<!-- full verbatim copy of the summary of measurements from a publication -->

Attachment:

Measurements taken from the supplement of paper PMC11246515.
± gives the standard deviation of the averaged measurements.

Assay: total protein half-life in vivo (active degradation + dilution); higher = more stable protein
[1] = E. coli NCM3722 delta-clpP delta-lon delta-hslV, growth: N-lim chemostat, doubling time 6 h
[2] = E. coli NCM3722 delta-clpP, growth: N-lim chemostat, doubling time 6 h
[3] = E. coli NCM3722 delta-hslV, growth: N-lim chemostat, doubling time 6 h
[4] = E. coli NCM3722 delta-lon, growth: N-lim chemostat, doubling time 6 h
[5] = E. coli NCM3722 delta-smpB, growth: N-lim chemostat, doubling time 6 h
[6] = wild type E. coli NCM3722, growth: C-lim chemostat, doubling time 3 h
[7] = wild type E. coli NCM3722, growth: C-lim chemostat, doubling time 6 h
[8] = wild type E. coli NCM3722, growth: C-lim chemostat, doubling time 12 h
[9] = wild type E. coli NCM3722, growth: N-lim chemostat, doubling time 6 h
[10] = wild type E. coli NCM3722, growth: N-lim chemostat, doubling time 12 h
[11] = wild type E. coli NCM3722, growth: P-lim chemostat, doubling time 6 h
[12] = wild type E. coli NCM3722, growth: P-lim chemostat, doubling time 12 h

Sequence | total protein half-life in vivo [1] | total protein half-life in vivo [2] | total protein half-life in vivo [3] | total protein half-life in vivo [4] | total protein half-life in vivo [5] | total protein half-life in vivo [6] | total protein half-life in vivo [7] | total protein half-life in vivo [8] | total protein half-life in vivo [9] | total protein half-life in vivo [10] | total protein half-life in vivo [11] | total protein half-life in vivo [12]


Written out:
Measurements taken from the supplement of paper PMC11246515.
± gives the standard deviation of the averaged measurements.

Assay: total protein half-life in vivo (active degradation + dilution); higher = more stable protein
[1] = E. coli NCM3722 delta-clpP delta-lon delta-hslV, growth: N-lim chemostat, doubling time 6 h
[2] = E. coli NCM3722 delta-clpP, growth: N-lim chemostat, doubling time 6 h
[3] = E. coli NCM3722 delta-hslV, growth: N-lim chemostat, doubling time 6 h
[4] = E. coli NCM3722 delta-lon, growth: N-lim chemostat, doubling time 6 h
[5] = E. coli NCM3722 delta-smpB, growth: N-lim chemostat, doubling time 6 h
[6] = wild type E. coli NCM3722, growth: C-lim chemostat, doubling time 3 h
[7] = wild type E. coli NCM3722, growth: C-lim chemostat, doubling time 6 h
[8] = wild type E. coli NCM3722, growth: C-lim chemostat, doubling time 12 h
[9] = wild type E. coli NCM3722, growth: N-lim chemostat, doubling time 6 h
[10] = wild type E. coli NCM3722, growth: N-lim chemostat, doubling time 12 h
[11] = wild type E. coli NCM3722, growth: P-lim chemostat, doubling time 6 h
[12] = wild type E. coli NCM3722, growth: P-lim chemostat, doubling time 12 h

Sequence | total protein half-life in vivo [1] | total protein half-life in vivo [2] | total protein half-life in vivo [3] | total protein half-life in vivo [4] | total protein half-life in vivo [5] | total protein half-life in vivo [6] | total protein half-life in vivo [7] | total protein half-life in vivo [8] | total protein half-life in vivo [9] | total protein half-life in vivo [10] | total protein half-life in vivo [11] | total protein half-life in vivo [12]